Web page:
“I knew a few Czech and Canadian people who worked there in the hockey industry, but that wasn’t my main goal. Me and my wife had dreamed about a journey to Australia for a long time. I also studied there. But after the first six months, I missed hockey a little bit, so I contacted some people and from then it went really fast. I also played for the Sydney Bears and I knew there was an open coaching position for the U18 national team, so I tried it and succeeded.” 

What did coaching in Australia give to you? 

“It improved my English, because before then, I was in the United States for two years, but I didn’t have to talk there as much as in Australia. I coached English-speaking players, so I had to learn fast. But I don’t think there were any complaints.” 

Can you compare Australian and European ice hockey? 

“It’s not possible, to be honest – they are different worlds. It’s like comparing their rugby with ours. But nowadays, there are many coaches from Canada and the United States, and when we were at the World Championships with the Australian U18 team, we met with a lot of coaches who worked in NHL organizations. 

“And we found there Nathan Walker, who played for six years in Ostrava and now is playing in the AHL with Hershey Bears and is fighting for a chance in a strong Washington Capitals organization. Even Australian boys can make their dreams come true.” 

How did he end up playing in the Czech Republic? 

“I coached his brother in the U18 team and one friend of mine called me a share this idea (to take Walker to Czech Republic) to me. I was sceptical, because I didn’t know him, but when he arrived as a 13-year-old, it was pretty obvious he had a place here. He worked really hard and played with older boys. He started to skate when he was two years old, which is an anomaly in Australia. If he doesn’t end up making an NHL team, I would like him to come back to Ostrava once more.”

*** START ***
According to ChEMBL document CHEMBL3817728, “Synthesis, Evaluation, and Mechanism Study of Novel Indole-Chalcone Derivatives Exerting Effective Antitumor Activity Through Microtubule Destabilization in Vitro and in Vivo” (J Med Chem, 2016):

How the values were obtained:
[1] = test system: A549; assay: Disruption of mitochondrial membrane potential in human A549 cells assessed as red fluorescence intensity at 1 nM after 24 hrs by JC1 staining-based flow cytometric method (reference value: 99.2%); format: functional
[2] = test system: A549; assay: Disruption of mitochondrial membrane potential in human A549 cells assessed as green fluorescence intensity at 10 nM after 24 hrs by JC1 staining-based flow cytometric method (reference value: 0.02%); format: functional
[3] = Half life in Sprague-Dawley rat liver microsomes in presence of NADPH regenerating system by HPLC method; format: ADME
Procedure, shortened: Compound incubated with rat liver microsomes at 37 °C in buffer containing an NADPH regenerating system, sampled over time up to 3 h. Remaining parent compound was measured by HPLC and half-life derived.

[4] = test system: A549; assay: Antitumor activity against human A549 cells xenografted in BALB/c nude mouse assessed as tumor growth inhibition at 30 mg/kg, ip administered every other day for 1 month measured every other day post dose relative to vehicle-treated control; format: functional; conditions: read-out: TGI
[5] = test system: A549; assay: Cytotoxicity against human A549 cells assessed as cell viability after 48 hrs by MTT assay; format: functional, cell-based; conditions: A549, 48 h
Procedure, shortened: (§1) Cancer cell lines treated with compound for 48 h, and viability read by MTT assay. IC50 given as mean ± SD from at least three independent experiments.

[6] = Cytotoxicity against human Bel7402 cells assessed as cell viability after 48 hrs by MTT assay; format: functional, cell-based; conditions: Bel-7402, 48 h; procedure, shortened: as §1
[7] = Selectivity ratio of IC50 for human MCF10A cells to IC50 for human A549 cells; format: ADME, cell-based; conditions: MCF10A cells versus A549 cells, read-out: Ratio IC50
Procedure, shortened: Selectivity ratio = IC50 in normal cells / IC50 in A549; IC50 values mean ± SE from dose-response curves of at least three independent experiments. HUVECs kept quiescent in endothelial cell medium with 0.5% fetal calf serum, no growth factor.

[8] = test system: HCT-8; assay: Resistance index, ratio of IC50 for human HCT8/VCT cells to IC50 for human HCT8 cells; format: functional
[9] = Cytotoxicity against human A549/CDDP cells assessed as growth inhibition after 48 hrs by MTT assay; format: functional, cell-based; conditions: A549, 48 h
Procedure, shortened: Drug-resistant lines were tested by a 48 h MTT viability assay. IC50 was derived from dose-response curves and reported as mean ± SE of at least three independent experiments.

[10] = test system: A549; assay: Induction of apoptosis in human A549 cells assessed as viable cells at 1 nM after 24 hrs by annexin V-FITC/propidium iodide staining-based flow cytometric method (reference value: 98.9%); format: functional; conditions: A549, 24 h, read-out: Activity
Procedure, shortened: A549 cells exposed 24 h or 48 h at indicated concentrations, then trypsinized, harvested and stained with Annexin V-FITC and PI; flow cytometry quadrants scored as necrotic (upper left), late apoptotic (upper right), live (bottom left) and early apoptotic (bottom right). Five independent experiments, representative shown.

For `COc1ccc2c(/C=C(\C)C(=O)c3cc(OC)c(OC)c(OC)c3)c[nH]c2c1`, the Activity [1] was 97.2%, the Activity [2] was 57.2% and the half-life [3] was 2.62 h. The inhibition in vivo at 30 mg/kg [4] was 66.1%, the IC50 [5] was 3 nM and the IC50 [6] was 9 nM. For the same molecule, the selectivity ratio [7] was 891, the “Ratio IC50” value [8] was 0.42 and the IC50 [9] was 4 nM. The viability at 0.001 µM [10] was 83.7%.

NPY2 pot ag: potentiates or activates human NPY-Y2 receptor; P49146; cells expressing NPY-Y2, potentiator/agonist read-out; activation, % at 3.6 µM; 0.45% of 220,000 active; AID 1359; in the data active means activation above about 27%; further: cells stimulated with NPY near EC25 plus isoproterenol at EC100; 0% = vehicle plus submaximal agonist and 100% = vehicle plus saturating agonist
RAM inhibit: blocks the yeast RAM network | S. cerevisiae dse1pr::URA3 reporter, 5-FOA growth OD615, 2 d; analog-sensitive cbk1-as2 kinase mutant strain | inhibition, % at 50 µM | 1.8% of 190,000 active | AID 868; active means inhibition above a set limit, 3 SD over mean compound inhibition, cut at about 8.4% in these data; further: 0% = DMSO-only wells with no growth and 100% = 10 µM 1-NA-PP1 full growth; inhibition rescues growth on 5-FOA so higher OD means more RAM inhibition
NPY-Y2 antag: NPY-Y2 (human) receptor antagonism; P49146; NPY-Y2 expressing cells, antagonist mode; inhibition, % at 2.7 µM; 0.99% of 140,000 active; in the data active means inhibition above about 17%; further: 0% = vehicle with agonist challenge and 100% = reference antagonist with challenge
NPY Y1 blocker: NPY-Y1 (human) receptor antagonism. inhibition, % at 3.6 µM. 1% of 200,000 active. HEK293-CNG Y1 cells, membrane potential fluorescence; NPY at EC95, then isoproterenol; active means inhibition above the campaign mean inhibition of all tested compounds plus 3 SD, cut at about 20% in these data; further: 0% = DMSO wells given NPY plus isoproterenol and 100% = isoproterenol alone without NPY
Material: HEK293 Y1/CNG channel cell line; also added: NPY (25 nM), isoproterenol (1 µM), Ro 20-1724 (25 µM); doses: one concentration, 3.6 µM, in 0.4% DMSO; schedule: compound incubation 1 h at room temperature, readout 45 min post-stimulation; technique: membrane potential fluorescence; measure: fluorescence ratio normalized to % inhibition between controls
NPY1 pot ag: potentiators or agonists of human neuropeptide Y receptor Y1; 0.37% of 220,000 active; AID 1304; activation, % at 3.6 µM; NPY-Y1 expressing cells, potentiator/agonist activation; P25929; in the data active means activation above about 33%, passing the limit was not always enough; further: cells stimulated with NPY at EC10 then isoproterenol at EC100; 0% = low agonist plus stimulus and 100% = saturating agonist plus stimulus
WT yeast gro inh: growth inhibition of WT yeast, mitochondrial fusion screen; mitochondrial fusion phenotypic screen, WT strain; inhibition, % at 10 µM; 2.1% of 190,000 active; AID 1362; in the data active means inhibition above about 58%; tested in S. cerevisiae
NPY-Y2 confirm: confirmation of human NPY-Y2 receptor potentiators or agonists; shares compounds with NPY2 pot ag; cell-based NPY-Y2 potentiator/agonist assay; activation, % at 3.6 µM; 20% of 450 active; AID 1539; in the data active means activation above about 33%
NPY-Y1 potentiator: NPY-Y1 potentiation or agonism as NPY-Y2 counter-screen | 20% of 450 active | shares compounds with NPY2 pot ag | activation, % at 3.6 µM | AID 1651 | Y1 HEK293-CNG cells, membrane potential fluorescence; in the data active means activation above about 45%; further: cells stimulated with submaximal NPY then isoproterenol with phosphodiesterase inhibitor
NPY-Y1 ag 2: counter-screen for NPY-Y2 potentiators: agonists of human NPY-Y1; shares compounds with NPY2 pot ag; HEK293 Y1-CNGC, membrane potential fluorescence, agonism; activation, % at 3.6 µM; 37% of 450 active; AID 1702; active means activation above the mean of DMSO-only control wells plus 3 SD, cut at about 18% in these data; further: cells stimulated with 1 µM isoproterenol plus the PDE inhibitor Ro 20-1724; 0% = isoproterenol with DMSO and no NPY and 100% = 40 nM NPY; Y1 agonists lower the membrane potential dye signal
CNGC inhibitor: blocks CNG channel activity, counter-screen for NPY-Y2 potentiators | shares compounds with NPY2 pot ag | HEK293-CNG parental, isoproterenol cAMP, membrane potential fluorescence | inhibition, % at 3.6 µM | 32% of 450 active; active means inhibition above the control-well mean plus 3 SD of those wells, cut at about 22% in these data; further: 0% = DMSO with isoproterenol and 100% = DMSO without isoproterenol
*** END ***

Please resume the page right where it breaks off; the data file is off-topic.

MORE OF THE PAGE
You made it step by step in the Vitkovice system. Now you're not only the head coach, but general manager as well. In terms of time, is it possible to manage both positions? 

“It was much tougher when I worked as chief of the academy and coached juniors. I had responsibilities with the U18 national team too, so it was really tough. But I enjoyed it and I’m enjoying it now. I’m responsible for the U20 national team, but to be coach and GM isn’t a big problem. I’ve got a little more office work because we are slowly building a team for next year. I had to deal with contracts and looking for reinforcements. Luckily, the financial situation is up to our chief executive.” 

You went to study at a coaching camp in Chicago and your favourite coach is Jon Cooper from Tampa Bay. What are you trying to learn from them?